One of the biggest challenges we face in Zimbabwe, especially with the so-called learned individuals, is that we have made it a habit that no matter how brilliant an idea or economic policy is, as long as it was proposed by a political ideology that is different from the one I subscribe to, I do not support it.
By extension, this also implies that if an idea that ordinarily I would not have supported comes from the political group that I align with, I will use all intellectual effort to defend it. Politicians would call it a polarised society.
One of the side effects of this challenge is that our emotions get the best of us, and in most cases, we end up misleading other economic agents.
At this point, I think it is very important for me to highlight that this is by no means a political article, in fact, it’s more on the economics side, aiming to give an honest assessment of how gold coins performed in their first half year.
When the idea of the central bank issued Gold Coins hit the market, sometime before July 25, 2022 it was welcomed by mixed reactions. There was a school of thought that instantly believed they would be a colossal failure.
“Arbitrage, sold at a discount, are the coins real gold, you will end up holding just paper”, were some of the terms used in explaining how the Mosi Oa Tunya Gold Coins initiative would stand no chance of making it. Talks of gold coins being a scheme for the looting of public funds and a way for the most elite groups to benefit were also thrown around.
On the other hand, the believers of the idea claimed that it would mop up excess liquidity and slow down inflation, provide an investment vehicle and promote the savings culture and above all stabilise the exchange rate.
They based their argument on the fact that central bank-issued Gold Coins were not a new phenomenon, in fact, other economies already have them.
It is now 6 months down the line and probably a great time to look back and check if the warning signs were material or if the enthusiasm actually yield something.
To assess the gold coins, we must judge them on at least three factors. Have they managed to help slow down inflation and stabilise the exchange rate, have they been a good investment option, and are they even authentic products?
One of the attractive features of the Mosi Oa Tunya from an Institutional Investor’s point of view, especially regulated pension funds and insurance companies is the issue of Prescribed Asset Class (PAC) status.
Unlike equities which do not have the PAC status, gold coins got a jump start as other asset managers aimed at complying with the regulations. By the end of September 2022, a total of 9,516 coins had been sold, ripping off of $9 billion in the market with institutions buying most of that.
The other concern raised was that US$1 800-2 000 to purchase a single coin was out of reach for many ordinary Zimbabweans.
This then prompted the introduction of smaller denominations. Starting from half, quarter and a tenth of an ounce were targeting that market that ordinarily wouldn’t afford one troy ounce.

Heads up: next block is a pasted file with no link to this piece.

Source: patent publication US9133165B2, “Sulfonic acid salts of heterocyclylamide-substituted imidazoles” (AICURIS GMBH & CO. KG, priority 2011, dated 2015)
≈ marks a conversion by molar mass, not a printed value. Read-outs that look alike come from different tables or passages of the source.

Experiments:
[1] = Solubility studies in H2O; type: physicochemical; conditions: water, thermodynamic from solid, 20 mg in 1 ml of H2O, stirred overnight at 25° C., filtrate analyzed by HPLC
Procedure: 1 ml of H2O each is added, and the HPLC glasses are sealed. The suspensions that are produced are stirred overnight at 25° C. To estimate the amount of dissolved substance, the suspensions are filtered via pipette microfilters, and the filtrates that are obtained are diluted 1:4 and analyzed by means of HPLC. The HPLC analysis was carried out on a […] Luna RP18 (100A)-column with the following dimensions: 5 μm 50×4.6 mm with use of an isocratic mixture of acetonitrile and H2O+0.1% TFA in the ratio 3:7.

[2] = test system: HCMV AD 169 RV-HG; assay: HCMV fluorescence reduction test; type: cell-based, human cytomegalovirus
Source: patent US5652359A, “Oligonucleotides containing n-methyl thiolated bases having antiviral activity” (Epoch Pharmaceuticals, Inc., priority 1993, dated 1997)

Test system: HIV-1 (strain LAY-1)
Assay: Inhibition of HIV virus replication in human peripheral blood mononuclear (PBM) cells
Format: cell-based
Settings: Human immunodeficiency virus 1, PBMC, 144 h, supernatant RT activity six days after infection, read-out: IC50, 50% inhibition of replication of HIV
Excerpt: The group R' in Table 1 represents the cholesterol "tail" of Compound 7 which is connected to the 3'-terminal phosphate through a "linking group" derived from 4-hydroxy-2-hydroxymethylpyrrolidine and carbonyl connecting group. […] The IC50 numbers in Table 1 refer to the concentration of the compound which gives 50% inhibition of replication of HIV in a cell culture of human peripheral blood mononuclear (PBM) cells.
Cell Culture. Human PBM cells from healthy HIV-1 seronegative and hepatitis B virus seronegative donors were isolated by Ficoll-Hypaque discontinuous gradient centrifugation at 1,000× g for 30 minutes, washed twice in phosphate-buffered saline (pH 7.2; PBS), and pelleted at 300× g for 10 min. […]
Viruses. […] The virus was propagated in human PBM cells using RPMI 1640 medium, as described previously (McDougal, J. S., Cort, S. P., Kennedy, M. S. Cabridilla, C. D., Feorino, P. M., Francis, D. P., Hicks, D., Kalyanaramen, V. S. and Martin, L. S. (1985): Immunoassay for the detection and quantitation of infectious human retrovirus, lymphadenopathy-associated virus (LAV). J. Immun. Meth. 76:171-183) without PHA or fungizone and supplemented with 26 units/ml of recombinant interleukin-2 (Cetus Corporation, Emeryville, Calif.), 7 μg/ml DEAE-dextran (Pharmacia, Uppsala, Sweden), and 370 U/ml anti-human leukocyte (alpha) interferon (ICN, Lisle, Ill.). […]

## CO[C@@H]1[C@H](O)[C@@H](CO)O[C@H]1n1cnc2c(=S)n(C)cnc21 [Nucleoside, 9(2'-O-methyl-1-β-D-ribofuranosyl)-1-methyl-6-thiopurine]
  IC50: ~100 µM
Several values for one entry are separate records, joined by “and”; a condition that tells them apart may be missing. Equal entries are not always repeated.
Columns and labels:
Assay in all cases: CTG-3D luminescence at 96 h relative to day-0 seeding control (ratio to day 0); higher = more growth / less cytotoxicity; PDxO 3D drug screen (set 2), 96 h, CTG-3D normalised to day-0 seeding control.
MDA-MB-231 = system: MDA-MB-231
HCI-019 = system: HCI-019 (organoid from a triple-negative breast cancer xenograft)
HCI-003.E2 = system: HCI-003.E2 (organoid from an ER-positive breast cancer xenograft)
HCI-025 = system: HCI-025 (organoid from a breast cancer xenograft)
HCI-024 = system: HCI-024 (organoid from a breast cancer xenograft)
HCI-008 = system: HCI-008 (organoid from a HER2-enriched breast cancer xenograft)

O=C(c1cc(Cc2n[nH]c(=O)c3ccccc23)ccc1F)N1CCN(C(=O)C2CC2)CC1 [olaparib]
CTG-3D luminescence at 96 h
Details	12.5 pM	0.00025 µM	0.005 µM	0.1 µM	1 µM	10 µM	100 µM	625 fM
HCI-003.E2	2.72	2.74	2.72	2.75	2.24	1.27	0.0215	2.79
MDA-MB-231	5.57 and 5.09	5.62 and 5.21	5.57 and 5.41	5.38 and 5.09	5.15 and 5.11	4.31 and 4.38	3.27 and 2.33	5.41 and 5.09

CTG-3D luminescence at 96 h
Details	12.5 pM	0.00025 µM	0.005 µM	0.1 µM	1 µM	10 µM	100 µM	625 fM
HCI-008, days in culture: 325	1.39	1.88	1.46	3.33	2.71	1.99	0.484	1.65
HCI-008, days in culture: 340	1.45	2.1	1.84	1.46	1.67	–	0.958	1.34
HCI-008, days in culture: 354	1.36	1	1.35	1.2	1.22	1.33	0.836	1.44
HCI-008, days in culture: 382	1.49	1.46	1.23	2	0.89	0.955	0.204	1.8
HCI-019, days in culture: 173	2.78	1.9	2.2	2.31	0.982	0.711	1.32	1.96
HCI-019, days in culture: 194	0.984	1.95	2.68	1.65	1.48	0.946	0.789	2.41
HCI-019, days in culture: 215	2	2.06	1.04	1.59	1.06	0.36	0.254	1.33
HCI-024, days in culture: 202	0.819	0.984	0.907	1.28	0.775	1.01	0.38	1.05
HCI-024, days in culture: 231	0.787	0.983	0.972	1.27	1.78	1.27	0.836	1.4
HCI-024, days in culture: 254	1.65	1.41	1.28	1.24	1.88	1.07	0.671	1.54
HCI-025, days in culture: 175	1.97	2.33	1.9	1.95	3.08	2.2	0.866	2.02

Subsequent to that, the private sector has also nodded its heads in agreement to the idea with Bard Santner Inc, introducing something similar to the market recently.
Although we can not know how investors will react to the private sector-issued gold unit trust, we believe the research and needs assessment done by the issuers highlighted the appetite.
All this is happening at a time when Zimbabwe surpassed its 35 tones gold production target and pocketed over US$ 2 billion in gold exports.
This does not by any means imply that all the investors jumped into investing in these coins, but we are just sure that there were interested clients who invested in the initiative.
To compare the performance of the Mosi Oa Tunya coins, we had to pull out the performance of the broad index on the local exchange ie ZSE All Share Index. If any investor had pursued a buy-and-hold strategy in the market index from July 25 to January 25, they would have received a return of negative sixteen percent vis-a-vis a ninety-eight per centum return on the gold coins.
To be fair, these numbers do not give a clear comparison of investing in equities versus gold coins.
The period coincided with a time when investors were taking profits from a bull run that had lasted for over a year and also at a time when structural changes including additional taxes had been put on the equities front.
Perhaps, a clearer comparison picture could be seen after a year, but suffice it to say those who invested in the coins got a pretty much decent return in nominal terms.
Inflation and exchange rate stability
Although month-on-month inflation slowed from 25,6 percent in July to 2,4 percent by December, it would be a disingenuous claim to attribute that solely to the Gold Coins.
In as much as they could have contributed to the slowdown and price stability, other factors such as hiking up the policy rate and increased use of the greenback were also in play.
On the exchange rate part, when the coins came the official exchange rate was $403,4 for US$1 and now you need $779,3 for the same dollar representing a 48 percent depreciation of the local currency. These are official numbers, and anyone who stays in Zimbabwe will admit that it was even more on the alternative market.
However, there is no doubt that local currency for those early bird investors was locked up in the securities and if that continues it creates a savings culture which essentially is the backbone of any economic growth.
As I conclude my analysis, I acknowledge that various comments and opinions on this issue have been passed. Some are even as extreme as the IMF which thinks gold coins should be abandoned. If it were up to me to assess performance, I would check if they have achieved the intended goals as I have done above.